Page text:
"In pursuing his proposed overhaul of the health care system, President Obama has consistently presented himself as aloof from the legislative fray, merely offering broad principles. Prominent among them is the creation of a strong, government-run insurance plan to compete with private insurers and press for lower costs," the New York Times writes. "Behind the scenes, however, Mr. Obama and his advisers have been quite active, sometimes negotiating deals with a degree of cold-eyed political realism potentially at odds with the president's rhetoric."
The AP looks at who the health-care protesters are: "Many of those raising their voices and fists at the town halls have never been politically active. Their frustration was born earlier this year with government bailouts and big spending bills, then found an outlet in the anti-tax Tea Parties in April and has simmered in the punishing recession. In some cases, it's been nurtured by talk radio and Glenn Beck's 9-12 Project, which seeks to unify Americans around nine values such as honesty, hope and sincerity and 12 principles… There is an element of organized opposition, just as on the other side unions and Obama's political organization are trying to turn out supporters to town halls and other events. The insurance industry lobby, America's Health Insurance Plans, is encouraging workers to attend town hall events to make their views known. So is the group Conservatives for Patients' Rights."
Politico's Roger Simon: "The White House also needs the opponents of health care reform to look as nutty and extreme as possible. Most Americans are repelled by extremism. Obama's opponents want to call his reforms 'Hitler-like'? Fine. That helps Obama."
Roll Call: "The White House acknowledged Wednesday that President Barack Obama misspoke Tuesday when he said AARP had endorsed health care reform legislation. Obama, who made the comment at a town-hall meeting in Portsmouth, N.H., meant to say that AARP was generally supportive of 'comprehensive reform' and backs a deal between drugmakers and the Senate Finance Committee for the industry to provide $80 billion to fund legislation and drug purchases under Medicare, according to White House Press Secretary Robert Gibbs."
The Hill: "A former health insurance executive says the disruptions taking place at lawmakers' town halls around the country are the result of stealth efforts by health insurance companies. Wendell Potter, a former CIGNA vice president, detailed what he said were past covert efforts by the industry. Though he said he does not have specifics for what is occurring now, because he's been out of the business for a year, it follows the same pattern." He said at a Capitol Hill news conference, "The industry is up to the same dirty tricks this year. When you hear someone complaining about traveling down a 'slippery slope to socialism,' some insurance flack, like I used to be, wrote that."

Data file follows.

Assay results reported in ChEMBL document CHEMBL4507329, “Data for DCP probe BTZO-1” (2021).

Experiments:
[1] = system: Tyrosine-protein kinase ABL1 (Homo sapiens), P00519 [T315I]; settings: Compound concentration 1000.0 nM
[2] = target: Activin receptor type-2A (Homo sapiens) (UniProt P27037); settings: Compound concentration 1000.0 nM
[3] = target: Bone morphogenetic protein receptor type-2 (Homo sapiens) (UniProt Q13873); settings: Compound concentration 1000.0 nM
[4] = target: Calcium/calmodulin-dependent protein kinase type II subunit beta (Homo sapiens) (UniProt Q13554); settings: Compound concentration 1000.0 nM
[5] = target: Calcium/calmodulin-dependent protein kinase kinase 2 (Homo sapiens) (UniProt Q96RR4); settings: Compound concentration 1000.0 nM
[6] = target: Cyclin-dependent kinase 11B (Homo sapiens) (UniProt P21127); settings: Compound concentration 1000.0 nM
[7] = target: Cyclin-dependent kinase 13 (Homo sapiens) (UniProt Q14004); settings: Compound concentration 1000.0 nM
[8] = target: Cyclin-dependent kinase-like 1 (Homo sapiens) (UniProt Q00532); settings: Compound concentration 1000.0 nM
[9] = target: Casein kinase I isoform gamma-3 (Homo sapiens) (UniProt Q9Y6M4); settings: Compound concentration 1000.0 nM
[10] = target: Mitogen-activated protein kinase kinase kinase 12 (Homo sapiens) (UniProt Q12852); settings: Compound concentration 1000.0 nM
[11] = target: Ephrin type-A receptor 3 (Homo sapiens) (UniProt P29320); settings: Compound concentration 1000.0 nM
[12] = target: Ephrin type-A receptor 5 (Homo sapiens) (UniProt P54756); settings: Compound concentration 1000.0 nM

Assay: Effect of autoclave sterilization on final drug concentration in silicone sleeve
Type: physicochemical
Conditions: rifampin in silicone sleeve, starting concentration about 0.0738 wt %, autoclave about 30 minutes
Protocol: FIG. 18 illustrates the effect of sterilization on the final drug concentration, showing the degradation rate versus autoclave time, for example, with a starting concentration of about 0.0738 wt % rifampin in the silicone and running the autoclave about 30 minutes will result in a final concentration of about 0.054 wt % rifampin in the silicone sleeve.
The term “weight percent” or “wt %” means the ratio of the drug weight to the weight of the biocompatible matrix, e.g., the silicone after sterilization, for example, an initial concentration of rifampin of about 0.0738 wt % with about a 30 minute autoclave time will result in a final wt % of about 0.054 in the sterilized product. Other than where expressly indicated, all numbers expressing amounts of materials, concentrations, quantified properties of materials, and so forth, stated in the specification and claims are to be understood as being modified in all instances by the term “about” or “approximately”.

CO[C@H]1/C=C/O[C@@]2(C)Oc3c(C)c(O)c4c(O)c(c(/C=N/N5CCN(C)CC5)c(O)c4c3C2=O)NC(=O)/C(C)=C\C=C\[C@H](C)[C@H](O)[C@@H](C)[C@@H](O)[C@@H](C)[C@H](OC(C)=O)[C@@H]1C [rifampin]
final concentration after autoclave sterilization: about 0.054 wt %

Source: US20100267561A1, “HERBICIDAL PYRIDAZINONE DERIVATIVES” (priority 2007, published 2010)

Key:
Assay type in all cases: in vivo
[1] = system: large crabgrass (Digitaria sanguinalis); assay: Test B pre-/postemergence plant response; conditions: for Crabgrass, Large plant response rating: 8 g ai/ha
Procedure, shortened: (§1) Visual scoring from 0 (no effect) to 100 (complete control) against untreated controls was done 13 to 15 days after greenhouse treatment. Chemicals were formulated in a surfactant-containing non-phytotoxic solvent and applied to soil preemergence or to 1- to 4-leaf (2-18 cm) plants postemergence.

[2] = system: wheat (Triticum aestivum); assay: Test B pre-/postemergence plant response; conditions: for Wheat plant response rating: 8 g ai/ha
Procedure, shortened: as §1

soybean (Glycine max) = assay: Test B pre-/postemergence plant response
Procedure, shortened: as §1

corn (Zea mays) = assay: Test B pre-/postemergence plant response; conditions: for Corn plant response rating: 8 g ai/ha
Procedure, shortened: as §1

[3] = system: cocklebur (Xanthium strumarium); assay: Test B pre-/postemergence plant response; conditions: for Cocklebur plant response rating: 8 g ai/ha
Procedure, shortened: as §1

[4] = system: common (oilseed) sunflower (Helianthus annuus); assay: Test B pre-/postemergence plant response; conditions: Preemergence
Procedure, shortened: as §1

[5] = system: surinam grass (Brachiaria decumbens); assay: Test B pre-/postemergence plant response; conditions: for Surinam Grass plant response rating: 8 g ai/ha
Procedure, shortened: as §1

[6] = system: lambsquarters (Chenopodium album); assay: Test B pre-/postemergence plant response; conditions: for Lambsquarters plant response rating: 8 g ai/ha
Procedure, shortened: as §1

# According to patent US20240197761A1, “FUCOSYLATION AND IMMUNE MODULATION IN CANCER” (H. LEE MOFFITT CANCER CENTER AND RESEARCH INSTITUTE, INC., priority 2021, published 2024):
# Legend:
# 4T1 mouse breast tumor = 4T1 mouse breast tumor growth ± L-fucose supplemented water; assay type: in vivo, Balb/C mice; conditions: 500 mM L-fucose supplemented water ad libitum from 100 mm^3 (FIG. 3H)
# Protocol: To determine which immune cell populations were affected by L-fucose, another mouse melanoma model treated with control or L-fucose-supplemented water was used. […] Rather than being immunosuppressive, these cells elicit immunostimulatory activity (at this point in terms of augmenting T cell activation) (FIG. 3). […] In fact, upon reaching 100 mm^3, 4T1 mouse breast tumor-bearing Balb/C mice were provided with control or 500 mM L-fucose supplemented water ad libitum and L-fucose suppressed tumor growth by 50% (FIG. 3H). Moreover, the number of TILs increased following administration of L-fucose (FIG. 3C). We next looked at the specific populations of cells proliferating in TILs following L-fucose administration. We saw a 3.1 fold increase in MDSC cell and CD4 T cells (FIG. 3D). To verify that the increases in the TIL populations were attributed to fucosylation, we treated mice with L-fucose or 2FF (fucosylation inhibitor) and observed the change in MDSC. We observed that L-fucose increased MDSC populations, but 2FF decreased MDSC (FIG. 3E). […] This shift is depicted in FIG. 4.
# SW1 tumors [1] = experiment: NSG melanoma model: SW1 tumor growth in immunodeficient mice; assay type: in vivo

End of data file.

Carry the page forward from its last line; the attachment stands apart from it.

"Federal counterterror agents are probing the threat posed by resurgent domestic militia groups focusing their anti-government rage at President Obama, U.S. officials told the Daily News Wednesday. Word of the feds' new push to get a grip on fringe extremists - who faded into the background after the 9/11 attacks - came as a new watchdog report warned militias are making a racist 'comeback' thanks to Obama's election... Some hate groups also are opposing Obama's health care reform efforts as a form of Socialism, a top federal agent said."
Time magazine profiles Energy Secretary Steven Chu.
The AP says, "Transportation Secretary Ray LaHood, the nation's top car salesman in recent weeks, has cited the Obama administration's best-seller list of mostly smaller, fuel-saving cars like the Ford Focus to describe the success of the Cash for Clunkers rebate program. But what LaHood and other administration officials usually don't mention is that some trucks and sport-utility vehicles that get less than 20 miles per gallon, like the Ford F-150 truck and one version of the Cadillac SRX Crossover, also are being purchased with the new government subsidies. Both are bulky vehicles weighing more than 6,000 pounds when loaded that boast at least 248 horsepower."